The opinion of the court was delivered by: WILLSON
Plaintiff, Judith Beeler, a minor, was injured on June 12, 1961 in a boating accident which occurred on the navigable waters of the Allegheny River in this judicial district. At the time of the accident plaintiff was a passenger in a pleasure boat which was swept over the Kittanning Lock. It is alleged by the minor plaintiff and her parents who join her in this suit that she sustained severe and extensive injuries because employees of the United States Army, Corps of Engineers, as agents and servants of the government, were responsible for giving adequate warning of the presence of the Lock, i.e., '* * * Said employees were negligent in that they did not properly locate warning signs so as to be visible to craft on the River. This failure constituted the proximate cause of the injuries to Judith Beeler, plaintiff herein.'
The suit was commenced as a civil action on April 29, 1963. Under the Civil Action Number appears
'FEDERAL TORTS CLAIMS ACT
28 U.S.C.A. Section 1346'
The pleading is designated a 'Complaint'. The Third Paragraph reads:
'THIRD: This Court has jurisdiction of this cause under the provision of Paragraph 1346 of Title 28 United States Code, known as the Federal Torts Claim Act.'
The Complaint ends with 'A JURY TRIAL IS DEMANDED.'
The government filed a responsive answer and, thereafter, filed a motion for summary judgment under Rule 56 of the Federal Rules of Civil Procedure. The grounds for the motion are:
'* * * (1) that there are no genuine issues of material fact, (2) that plaintiffs' exclusive remedy for their maritime cause of action against the United States lies under the Suits in Admiralty Act (46 U.S.C. 741-750), and (3) that the Court accordingly lacks jurisdiction over plaintiffs' civil action brought under the Federal Tort Claims Act (28 U.S.C. 1346(b)).'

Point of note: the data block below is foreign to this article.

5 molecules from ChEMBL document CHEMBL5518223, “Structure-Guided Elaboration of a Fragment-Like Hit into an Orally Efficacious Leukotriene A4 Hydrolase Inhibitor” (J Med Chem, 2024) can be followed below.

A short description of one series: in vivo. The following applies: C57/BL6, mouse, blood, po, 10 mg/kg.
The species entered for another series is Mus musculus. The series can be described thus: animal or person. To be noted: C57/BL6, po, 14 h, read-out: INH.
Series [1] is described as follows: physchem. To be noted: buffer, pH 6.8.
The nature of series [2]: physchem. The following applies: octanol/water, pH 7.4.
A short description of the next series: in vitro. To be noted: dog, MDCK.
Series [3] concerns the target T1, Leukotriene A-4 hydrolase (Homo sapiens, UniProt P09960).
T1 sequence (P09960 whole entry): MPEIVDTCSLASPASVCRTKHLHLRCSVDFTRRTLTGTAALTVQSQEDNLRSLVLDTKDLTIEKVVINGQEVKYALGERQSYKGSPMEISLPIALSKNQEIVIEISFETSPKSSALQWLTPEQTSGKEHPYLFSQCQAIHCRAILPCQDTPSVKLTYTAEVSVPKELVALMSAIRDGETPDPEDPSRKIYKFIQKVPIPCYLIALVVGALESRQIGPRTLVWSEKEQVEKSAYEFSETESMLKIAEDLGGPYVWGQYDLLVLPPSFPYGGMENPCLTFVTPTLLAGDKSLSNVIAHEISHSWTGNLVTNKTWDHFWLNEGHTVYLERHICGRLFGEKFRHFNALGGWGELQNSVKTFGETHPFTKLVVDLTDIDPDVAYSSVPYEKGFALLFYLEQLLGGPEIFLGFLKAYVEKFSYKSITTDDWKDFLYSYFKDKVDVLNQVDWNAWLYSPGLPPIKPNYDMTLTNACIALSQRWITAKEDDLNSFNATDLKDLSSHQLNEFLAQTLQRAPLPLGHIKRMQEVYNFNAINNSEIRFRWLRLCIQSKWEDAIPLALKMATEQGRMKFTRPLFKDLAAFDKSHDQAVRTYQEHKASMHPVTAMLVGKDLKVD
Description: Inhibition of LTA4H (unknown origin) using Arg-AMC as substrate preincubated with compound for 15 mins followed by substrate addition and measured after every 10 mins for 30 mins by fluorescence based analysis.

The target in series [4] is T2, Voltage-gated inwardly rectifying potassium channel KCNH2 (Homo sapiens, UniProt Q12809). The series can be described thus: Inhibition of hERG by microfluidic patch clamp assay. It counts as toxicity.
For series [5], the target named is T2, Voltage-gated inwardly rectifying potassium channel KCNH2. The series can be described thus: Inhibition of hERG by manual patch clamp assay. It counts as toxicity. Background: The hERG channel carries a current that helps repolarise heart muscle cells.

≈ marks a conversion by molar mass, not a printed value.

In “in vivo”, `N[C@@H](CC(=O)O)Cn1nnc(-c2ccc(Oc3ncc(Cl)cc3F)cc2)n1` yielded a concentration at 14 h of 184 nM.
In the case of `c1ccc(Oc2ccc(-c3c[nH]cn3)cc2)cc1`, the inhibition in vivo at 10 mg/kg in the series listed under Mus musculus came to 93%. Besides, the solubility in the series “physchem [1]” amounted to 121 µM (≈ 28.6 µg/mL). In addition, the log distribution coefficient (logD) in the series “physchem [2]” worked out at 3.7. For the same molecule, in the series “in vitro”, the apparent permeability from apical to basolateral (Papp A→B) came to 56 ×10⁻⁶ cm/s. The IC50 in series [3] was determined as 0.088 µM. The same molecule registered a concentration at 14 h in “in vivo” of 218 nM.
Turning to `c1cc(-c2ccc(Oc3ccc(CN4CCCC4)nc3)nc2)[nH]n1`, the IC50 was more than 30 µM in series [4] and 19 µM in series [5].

In the alternative, says the government, it is entitled to summary judgment because plaintiffs' claim is based upon misrepresentation, a tort expressly excluded from the Federal Tort Claims Act jurisdiction by 28 U.S.C. § 2680(h). However, the latter point is not reached in this decision. Counsel have been heard at oral argument on two occasions. Briefs and a reply brief have been filed and the matter duly considered. I am of the view that the defendant is entitled to prevail on its motion.
'The provisions of this chapter and section 1346(b) of this title shall not apply to * * * '(d) Any claim for which a remedy is provided by sections 741-752, 781-790 of Title 46, relating to claims or suits in admiralty against the United States.'
It should be emphasized at this point that the accident took place on June 12, 1961, according to the plaintiff's averment in the Complaint. On September 13, 1960, Public Law 86-770, 74 Stat. 912, became effective. The first two sections permitted the transfer of cases between the Court of Claims and the District Courts when the wrong jurisdiction was invoked. Section 3 of the statute, however, amended the first sentence of Section 2 of the Suits in Admiralty Act, Title 46 U.S.C.A. § 742, by inserting '* * * or if a private person or property were ...